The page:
Indiana State’s traditional Tent City, a popular Homecoming event where students, alumni and the community can learn more about various organizations and university departments, experienced changes to make the event safer for all involved.
The changes were made largely in response to problems with The Walk, a pub crawl from the university to Tent City at Memorial Stadium. While Indiana State does not sanction the event, it has become a popular tradition for some students, alumni and community members.
In the past, there have been problems along the route, including fights among inebriated participants.
The city of Terre Haute actually determines how the event will take place, and since Homecoming 2018, ISU President Deborah Curtis and Terre Haute Mayor Duke Bennett met several times to discuss The Walk.
For Tent City, the biggest change this year was the location. For many years, the gathering was located outside the stadium, but this year, a smaller number of tents were put up in the stadium adjacent to the football field.
As always, students were allowed free into the stadium with their student I.D. Everyone else had to buy a ticket to the football game to enter Tent City.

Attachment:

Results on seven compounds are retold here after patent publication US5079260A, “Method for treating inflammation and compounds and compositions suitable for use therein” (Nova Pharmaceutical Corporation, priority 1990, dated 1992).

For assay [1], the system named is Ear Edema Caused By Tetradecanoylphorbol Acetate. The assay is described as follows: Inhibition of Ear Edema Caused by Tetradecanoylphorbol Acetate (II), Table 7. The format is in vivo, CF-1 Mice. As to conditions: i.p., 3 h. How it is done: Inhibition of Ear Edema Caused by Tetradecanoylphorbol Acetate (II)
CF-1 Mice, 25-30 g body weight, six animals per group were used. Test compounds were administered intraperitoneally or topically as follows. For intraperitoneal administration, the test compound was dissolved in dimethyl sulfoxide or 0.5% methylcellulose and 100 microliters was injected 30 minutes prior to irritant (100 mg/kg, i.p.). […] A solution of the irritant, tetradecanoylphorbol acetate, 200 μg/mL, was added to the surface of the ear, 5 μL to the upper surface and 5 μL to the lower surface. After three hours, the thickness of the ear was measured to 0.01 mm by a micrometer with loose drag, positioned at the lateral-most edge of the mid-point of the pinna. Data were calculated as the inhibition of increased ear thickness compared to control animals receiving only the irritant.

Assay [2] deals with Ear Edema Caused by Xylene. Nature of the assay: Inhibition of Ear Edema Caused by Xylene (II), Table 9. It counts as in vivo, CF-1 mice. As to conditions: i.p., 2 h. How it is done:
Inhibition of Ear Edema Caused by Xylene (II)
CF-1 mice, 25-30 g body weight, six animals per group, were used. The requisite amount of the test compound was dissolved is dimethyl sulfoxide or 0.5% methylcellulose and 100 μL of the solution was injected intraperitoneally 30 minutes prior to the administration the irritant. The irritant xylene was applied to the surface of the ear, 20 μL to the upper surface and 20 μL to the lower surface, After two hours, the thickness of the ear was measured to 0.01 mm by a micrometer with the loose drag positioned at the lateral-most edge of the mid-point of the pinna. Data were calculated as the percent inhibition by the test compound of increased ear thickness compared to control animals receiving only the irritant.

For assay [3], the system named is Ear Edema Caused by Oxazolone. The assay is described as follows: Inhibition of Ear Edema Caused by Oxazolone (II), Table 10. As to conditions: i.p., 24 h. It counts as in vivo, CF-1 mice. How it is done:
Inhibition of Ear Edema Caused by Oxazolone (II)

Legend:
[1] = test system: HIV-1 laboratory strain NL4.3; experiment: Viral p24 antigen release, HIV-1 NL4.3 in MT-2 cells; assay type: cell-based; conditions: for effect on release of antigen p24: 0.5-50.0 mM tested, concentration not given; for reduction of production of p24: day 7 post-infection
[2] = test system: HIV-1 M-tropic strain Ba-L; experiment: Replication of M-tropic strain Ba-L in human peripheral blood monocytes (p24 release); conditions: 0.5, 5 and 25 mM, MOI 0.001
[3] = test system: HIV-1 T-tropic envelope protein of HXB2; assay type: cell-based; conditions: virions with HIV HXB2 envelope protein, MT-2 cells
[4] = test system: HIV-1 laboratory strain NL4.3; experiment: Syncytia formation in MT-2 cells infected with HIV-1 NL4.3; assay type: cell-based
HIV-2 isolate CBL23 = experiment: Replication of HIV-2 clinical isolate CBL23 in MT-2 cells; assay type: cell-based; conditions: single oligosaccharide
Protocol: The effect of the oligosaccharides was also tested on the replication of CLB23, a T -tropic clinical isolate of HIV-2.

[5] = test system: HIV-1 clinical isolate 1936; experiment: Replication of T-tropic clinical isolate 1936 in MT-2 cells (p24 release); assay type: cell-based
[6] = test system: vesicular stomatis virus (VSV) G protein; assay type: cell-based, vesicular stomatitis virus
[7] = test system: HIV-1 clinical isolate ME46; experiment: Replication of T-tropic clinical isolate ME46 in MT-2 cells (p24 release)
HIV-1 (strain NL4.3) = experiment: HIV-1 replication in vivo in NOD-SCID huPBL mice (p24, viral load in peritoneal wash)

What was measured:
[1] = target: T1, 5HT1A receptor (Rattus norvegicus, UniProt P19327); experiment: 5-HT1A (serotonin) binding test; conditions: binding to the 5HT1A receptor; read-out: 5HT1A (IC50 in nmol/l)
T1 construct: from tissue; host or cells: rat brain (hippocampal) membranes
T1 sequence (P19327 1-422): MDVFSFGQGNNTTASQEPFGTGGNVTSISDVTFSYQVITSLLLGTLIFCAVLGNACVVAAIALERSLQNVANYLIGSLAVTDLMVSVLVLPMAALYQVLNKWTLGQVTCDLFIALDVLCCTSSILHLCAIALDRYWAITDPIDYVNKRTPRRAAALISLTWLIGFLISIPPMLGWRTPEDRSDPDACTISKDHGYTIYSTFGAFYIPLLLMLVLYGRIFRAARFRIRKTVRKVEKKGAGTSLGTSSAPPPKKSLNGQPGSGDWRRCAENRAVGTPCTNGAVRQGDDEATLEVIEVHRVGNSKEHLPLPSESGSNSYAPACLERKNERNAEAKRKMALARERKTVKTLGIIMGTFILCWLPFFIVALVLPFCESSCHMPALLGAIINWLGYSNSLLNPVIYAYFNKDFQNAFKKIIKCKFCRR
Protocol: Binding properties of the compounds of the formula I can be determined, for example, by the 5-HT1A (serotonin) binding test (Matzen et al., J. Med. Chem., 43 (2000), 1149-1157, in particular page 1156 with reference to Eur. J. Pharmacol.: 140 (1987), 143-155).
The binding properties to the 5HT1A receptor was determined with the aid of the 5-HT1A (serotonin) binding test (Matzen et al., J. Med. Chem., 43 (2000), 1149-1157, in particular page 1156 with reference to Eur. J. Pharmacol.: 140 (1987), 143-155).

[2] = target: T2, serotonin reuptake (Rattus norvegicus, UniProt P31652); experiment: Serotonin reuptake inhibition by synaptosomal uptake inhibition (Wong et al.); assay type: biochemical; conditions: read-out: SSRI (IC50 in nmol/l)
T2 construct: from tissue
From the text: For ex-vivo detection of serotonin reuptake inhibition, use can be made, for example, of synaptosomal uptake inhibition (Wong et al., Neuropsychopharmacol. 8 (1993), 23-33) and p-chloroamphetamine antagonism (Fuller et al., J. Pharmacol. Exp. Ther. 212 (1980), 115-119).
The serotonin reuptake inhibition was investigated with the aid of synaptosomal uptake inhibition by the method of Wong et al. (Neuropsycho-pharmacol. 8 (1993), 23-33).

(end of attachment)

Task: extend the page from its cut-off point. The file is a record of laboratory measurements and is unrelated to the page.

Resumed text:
The university encouraged more tailgating, with restrictions, in an area east of the football field.
“There isn’t anything you did at Homecoming last year that you can’t do this year,” Curtis said in an interview with the Indiana Statesman in October. “It’s just more about where it will be taking place.”
Changing the location of Tent City was helpful to both the Terre Haute Police Department and ISU Public Safety, as they were able to better patrol and monitor the area between 9th Street and the stadium.
“The key piece is a safer environment for Homecoming and those activities,” Curtis said. “Last year, there were some dangerous events that occurred. We spent 10 months working on this with the city and our colleagues here on campus to strategize on how to create a safer environment, that is the main concern right now.”
In addition, ISU has increased the number of buses available for students to have a ride back to campus after the events.
“It (Homecoming) should be fun, we want it to be fun, and we want it to be welcoming. We also want it to be safe and we want it to be positive,” Curtis said.